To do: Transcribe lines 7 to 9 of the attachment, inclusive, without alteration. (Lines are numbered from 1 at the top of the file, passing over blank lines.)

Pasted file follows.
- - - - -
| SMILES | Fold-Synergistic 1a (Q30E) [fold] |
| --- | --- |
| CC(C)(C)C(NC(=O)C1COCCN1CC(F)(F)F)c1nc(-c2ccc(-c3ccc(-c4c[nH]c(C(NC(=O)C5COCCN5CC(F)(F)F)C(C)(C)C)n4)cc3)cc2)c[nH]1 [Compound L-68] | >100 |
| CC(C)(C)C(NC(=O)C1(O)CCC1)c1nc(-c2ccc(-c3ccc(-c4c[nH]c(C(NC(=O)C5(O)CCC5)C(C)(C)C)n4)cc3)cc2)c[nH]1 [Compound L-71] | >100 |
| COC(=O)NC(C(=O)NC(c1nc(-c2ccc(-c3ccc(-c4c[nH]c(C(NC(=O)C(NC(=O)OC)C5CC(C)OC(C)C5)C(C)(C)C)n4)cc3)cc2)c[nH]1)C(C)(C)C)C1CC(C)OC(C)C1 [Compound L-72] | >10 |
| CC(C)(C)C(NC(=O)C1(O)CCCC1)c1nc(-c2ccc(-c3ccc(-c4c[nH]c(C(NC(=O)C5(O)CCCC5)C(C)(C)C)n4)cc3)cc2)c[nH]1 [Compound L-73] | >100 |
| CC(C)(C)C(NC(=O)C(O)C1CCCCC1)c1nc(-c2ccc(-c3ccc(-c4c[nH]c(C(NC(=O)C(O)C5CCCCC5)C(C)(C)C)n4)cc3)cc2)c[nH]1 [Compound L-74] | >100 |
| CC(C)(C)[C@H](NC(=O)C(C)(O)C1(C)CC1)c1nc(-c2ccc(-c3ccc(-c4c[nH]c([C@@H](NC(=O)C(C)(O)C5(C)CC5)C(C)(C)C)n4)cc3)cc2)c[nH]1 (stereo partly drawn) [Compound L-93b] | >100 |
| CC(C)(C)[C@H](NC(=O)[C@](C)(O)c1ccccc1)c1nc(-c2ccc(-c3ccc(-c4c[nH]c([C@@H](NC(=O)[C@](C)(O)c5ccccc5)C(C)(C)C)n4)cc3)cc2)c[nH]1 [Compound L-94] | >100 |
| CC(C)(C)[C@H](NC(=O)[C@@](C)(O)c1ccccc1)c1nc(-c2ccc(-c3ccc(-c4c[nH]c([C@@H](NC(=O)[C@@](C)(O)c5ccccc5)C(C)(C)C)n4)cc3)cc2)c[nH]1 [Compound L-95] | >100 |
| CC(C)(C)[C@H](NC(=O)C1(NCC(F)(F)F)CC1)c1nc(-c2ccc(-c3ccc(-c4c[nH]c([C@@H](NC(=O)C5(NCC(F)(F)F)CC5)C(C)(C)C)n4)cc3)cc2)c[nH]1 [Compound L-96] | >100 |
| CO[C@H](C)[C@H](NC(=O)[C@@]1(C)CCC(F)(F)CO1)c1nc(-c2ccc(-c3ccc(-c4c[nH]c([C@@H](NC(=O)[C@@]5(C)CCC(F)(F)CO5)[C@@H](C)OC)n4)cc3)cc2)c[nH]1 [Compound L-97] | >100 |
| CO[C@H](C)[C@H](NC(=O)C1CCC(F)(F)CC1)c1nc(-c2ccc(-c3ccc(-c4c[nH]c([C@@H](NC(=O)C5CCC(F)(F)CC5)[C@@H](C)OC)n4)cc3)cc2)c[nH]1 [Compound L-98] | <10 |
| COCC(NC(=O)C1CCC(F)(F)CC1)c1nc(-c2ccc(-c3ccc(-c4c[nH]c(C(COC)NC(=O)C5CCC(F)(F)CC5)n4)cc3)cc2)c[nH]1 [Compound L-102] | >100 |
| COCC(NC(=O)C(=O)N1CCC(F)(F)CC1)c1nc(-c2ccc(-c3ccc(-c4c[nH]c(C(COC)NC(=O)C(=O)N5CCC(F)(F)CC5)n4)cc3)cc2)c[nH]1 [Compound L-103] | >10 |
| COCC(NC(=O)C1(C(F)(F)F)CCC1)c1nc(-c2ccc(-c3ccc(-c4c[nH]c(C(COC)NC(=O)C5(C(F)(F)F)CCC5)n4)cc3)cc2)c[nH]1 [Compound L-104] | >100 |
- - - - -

| CC(C)(C)C(NC(=O)C(O)C1CCCCC1)c1nc(-c2ccc(-c3ccc(-c4c[nH]c(C(NC(=O)C(O)C5CCCCC5)C(C)(C)C)n4)cc3)cc2)c[nH]1 [Compound L-74] | >100 |
| CC(C)(C)[C@H](NC(=O)C(C)(O)C1(C)CC1)c1nc(-c2ccc(-c3ccc(-c4c[nH]c([C@@H](NC(=O)C(C)(O)C5(C)CC5)C(C)(C)C)n4)cc3)cc2)c[nH]1 (stereo partly drawn) [Compound L-93b] | >100 |
| CC(C)(C)[C@H](NC(=O)[C@](C)(O)c1ccccc1)c1nc(-c2ccc(-c3ccc(-c4c[nH]c([C@@H](NC(=O)[C@](C)(O)c5ccccc5)C(C)(C)C)n4)cc3)cc2)c[nH]1 [Compound L-94] | >100 |